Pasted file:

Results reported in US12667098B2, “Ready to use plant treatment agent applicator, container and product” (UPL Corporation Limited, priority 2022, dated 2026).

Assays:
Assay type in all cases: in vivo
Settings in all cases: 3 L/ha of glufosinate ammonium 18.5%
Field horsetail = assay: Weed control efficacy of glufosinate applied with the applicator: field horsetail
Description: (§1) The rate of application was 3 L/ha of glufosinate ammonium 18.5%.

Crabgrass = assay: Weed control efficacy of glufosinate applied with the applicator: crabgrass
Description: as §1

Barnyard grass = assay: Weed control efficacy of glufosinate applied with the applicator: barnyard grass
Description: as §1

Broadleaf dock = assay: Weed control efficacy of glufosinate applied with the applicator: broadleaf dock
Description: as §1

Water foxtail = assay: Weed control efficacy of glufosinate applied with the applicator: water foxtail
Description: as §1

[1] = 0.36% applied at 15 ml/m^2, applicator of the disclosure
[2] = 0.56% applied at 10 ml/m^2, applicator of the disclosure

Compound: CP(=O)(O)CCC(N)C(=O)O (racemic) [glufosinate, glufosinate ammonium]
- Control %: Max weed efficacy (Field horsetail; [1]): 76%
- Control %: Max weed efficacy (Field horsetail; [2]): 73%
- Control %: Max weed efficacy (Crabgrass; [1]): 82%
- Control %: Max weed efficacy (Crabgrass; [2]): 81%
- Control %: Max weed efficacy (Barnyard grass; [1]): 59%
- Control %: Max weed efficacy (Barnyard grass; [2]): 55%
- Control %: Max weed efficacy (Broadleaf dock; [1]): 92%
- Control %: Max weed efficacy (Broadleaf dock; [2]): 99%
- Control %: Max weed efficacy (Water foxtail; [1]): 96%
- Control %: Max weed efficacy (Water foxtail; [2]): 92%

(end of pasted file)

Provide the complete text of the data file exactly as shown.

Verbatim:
Results reported in US12667098B2, “Ready to use plant treatment agent applicator, container and product” (UPL Corporation Limited, priority 2022, dated 2026).

Assays:
Assay type in all cases: in vivo
Settings in all cases: 3 L/ha of glufosinate ammonium 18.5%
Field horsetail = assay: Weed control efficacy of glufosinate applied with the applicator: field horsetail
Description: (§1) The rate of application was 3 L/ha of glufosinate ammonium 18.5%.

Crabgrass = assay: Weed control efficacy of glufosinate applied with the applicator: crabgrass
Description: as §1

Barnyard grass = assay: Weed control efficacy of glufosinate applied with the applicator: barnyard grass
Description: as §1

Broadleaf dock = assay: Weed control efficacy of glufosinate applied with the applicator: broadleaf dock
Description: as §1

Water foxtail = assay: Weed control efficacy of glufosinate applied with the applicator: water foxtail
Description: as §1

[1] = 0.36% applied at 15 ml/m^2, applicator of the disclosure
[2] = 0.56% applied at 10 ml/m^2, applicator of the disclosure

Compound: CP(=O)(O)CCC(N)C(=O)O (racemic) [glufosinate, glufosinate ammonium]
- Control %: Max weed efficacy (Field horsetail; [1]): 76%
- Control %: Max weed efficacy (Field horsetail; [2]): 73%
- Control %: Max weed efficacy (Crabgrass; [1]): 82%
- Control %: Max weed efficacy (Crabgrass; [2]): 81%
- Control %: Max weed efficacy (Barnyard grass; [1]): 59%
- Control %: Max weed efficacy (Barnyard grass; [2]): 55%
- Control %: Max weed efficacy (Broadleaf dock; [1]): 92%
- Control %: Max weed efficacy (Broadleaf dock; [2]): 99%
- Control %: Max weed efficacy (Water foxtail; [1]): 96%
- Control %: Max weed efficacy (Water foxtail; [2]): 92%